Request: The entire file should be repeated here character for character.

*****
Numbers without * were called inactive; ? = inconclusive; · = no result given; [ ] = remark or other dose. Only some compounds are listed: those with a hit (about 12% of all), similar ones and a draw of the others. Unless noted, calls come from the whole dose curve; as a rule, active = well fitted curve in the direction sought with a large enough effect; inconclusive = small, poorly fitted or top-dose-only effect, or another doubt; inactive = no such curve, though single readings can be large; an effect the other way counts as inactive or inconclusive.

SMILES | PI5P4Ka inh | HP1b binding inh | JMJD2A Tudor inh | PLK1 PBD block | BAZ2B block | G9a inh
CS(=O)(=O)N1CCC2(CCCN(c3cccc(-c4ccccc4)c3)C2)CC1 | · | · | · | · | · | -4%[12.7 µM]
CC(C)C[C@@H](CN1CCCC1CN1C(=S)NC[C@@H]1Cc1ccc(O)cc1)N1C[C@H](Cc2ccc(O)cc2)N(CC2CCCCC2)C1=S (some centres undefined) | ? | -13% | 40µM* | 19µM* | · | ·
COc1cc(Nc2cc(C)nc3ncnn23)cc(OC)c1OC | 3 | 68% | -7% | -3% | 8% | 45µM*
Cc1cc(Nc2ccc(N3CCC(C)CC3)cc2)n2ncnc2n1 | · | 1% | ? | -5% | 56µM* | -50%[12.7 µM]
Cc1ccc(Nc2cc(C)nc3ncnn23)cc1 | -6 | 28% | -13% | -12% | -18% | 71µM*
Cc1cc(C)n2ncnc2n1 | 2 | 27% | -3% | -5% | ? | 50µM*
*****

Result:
Numbers without * were called inactive; ? = inconclusive; · = no result given; [ ] = remark or other dose. Only some compounds are listed: those with a hit (about 12% of all), similar ones and a draw of the others. Unless noted, calls come from the whole dose curve; as a rule, active = well fitted curve in the direction sought with a large enough effect; inconclusive = small, poorly fitted or top-dose-only effect, or another doubt; inactive = no such curve, though single readings can be large; an effect the other way counts as inactive or inconclusive.

SMILES | PI5P4Ka inh | HP1b binding inh | JMJD2A Tudor inh | PLK1 PBD block | BAZ2B block | G9a inh
CS(=O)(=O)N1CCC2(CCCN(c3cccc(-c4ccccc4)c3)C2)CC1 | · | · | · | · | · | -4%[12.7 µM]
CC(C)C[C@@H](CN1CCCC1CN1C(=S)NC[C@@H]1Cc1ccc(O)cc1)N1C[C@H](Cc2ccc(O)cc2)N(CC2CCCCC2)C1=S (some centres undefined) | ? | -13% | 40µM* | 19µM* | · | ·
COc1cc(Nc2cc(C)nc3ncnn23)cc(OC)c1OC | 3 | 68% | -7% | -3% | 8% | 45µM*
Cc1cc(Nc2ccc(N3CCC(C)CC3)cc2)n2ncnc2n1 | · | 1% | ? | -5% | 56µM* | -50%[12.7 µM]
Cc1ccc(Nc2cc(C)nc3ncnn23)cc1 | -6 | 28% | -13% | -12% | -18% | 71µM*
Cc1cc(C)n2ncnc2n1 | 2 | 27% | -3% | -5% | ? | 50µM*